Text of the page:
Every year on April 22nd, countries across the globe come together to demonstrate their support and commitment to the natural world around us. Earth Day was first celebrated in the U.S. in 1970, but is now internationally recognized by over 150 countries. On the official Earth Day website, this years theme is “Invest In Our Planet,” encouraging people to stop and reflect on how the way they spend money could harm or help the planet. Some major topics this year relating to environmental protection are sustainable fashion, recyclable and compostable waste, and nature preservation through clean ups and education.
As you think about how you intend to contribute towards a more sustainable planet, here are some books to keep in mind. African writers and scholars have always been concerned with the environment, especially know with all what is happening with climate change. Alain Mabanckou’s As Long As Trees Take Root in the Earth is a poetry collection that celebrates nature as it relates to his home country. Two scholarly books, Eco-Critical Literature and Naturalizing Africa, offer insights on how African literature has represented, imagined, and/or responded to the environment and environmental concerns.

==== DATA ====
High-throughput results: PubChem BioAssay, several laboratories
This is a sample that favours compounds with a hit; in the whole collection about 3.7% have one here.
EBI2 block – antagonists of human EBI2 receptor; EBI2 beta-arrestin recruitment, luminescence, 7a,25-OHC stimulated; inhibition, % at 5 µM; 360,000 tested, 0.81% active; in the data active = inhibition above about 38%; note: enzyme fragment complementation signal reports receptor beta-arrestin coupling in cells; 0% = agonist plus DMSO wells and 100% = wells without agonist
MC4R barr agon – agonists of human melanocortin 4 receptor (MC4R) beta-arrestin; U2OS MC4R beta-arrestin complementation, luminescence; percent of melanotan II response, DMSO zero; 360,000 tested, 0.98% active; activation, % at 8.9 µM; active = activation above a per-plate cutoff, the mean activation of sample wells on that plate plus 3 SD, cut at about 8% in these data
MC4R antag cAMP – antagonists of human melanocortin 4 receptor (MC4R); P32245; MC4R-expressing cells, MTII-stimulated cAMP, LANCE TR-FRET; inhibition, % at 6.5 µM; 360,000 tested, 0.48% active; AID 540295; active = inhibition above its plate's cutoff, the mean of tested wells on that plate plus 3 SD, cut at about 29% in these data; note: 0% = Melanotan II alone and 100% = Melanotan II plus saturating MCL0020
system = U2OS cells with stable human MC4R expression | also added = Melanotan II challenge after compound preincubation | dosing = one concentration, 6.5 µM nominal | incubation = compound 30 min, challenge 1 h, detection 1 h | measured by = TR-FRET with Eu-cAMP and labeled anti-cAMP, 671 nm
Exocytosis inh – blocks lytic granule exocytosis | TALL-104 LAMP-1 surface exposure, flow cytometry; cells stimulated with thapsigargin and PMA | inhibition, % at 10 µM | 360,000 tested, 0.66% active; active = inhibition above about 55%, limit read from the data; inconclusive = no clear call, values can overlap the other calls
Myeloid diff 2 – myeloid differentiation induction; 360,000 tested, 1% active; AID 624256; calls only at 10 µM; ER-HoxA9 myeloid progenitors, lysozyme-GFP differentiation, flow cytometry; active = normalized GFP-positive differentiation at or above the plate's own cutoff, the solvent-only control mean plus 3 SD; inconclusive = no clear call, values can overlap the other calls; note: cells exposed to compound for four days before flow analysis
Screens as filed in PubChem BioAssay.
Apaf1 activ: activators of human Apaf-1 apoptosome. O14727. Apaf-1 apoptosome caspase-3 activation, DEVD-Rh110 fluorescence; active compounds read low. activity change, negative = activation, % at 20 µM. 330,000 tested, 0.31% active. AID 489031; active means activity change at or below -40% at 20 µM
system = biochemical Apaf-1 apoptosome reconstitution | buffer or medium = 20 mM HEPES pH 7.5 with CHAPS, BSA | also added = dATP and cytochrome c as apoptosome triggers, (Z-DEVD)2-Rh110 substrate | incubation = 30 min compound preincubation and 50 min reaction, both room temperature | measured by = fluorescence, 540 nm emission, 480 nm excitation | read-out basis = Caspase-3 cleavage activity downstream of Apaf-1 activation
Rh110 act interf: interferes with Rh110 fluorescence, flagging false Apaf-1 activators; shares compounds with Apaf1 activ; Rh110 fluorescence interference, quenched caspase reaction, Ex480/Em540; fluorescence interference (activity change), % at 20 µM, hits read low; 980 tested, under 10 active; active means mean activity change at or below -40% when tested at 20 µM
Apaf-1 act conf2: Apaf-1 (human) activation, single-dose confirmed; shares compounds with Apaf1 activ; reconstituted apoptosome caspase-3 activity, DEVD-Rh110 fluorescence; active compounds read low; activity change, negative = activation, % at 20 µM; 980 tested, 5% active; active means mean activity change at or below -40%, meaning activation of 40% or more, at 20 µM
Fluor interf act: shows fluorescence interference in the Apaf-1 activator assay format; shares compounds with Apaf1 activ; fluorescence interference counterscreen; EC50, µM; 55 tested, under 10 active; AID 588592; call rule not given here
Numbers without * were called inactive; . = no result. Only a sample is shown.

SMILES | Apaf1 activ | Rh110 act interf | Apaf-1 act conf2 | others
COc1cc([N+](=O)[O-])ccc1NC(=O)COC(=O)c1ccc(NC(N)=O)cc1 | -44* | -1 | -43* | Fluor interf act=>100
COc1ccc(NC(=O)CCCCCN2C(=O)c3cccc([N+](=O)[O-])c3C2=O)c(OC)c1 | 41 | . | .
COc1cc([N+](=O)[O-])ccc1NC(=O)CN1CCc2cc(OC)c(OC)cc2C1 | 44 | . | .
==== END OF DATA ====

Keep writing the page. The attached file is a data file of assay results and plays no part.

The Tears of the Earth inspires readers to take action while Ken Saro-Wiwa in A Month and a Day & Letters celebrates the life and work of a major environmental activist. Books like these remind us that we must continue to resist and fight against forces that seek to destroy the planet
Nnedi Okorafor in Who Fears Death and Tochi Onyebuch in War Girls use science fiction to help readers appreciate the urgency of the ecological crisis. Not even children are left. Ben Okri’s Every Leaf a Hallelujah is a call to arms against wanton destruction of trees.
We hope you enjoy this list, finding a new favorite or reading back through a classic!